FN4. The applicable Wisconsin statute contained exceptions very similar to IC s 35-45-5-1(2).

"The analogy of a pyramid club to a speculative investment is unpersuasive, even in the absence of a statute comparable to sec. 945.01(1)(a)1, Stats. Unlike a speculative venture, defendant's club has a classic gambling trait: shuffling a given number of dollars between participants with no effect on the total wealth of the group. A speculative investment may increase or decrease the wealth of all investors in proportion to their investments. The skill involved in locating a sound speculative investment is far different from the skill of shrewd operators who start a money pyramid and locate investors before the pool of potential members is exhausted." [FN5] 330 N.W.2d at 618.

FN5. Both the Wisconsin court in footnote 5 to Dahlk, 330 N.W.2d at 618, and the Rhode Island court in Roberts, 431 A.2d at 1212, point to the geometric progression involved in the recruitment of new memberships and to the market saturation problem thereby created.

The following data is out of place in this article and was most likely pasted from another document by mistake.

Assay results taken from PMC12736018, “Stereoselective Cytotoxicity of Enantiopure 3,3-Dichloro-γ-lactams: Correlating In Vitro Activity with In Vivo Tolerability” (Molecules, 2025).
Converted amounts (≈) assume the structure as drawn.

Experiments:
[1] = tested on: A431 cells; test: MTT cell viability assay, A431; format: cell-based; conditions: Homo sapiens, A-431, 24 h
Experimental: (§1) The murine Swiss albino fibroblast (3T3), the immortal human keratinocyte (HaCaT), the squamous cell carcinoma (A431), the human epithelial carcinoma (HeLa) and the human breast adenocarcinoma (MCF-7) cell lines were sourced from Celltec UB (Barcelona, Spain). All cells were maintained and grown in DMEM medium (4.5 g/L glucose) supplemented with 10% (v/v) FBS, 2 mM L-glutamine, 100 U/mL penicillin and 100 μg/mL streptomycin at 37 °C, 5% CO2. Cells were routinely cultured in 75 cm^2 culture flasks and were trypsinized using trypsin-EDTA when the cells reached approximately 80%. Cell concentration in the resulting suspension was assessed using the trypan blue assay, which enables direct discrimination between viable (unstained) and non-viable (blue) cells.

Thus, the Wisconsin Court of Appeals had no trouble determining that a pyramid scheme constituted an illegal lottery and that using one's premises for conducting such activity constituted commercial gambling in violation of Wisconsin statutes.

Based upon the foregoing authorities, we hold that the "airplane investment program" pyramid scheme involved in this case was an illegal lottery, [FN6] and constituted illegal gambling as prohibited by IC s 35-45-5-2.

FN6. The Indiana Constitution was amended to delete the constitutional prohibition on all lotteries by amendment approved by the voters in the 1988 general election. However, only the Indiana State lottery authorized by Ind.Code s 4-30-1-1 et seq. is permitted. Ind.Code s 4-30-18-1 specifically provides: "This article does not authorize any lottery except the lottery operated by the commission under this article." Therefore, the pyramid scheme here involved is indeed an illegal lottery.

Lashbrook's contention that his conduct was subject to only civil sanctions is in error as our discussion of Issue Four establishes. Our comments in that regard are applicable equally to this issue.

Issue Three

Our statute pertaining to professional gambling, in relevant part, provides: "A person who knowingly or intentionally: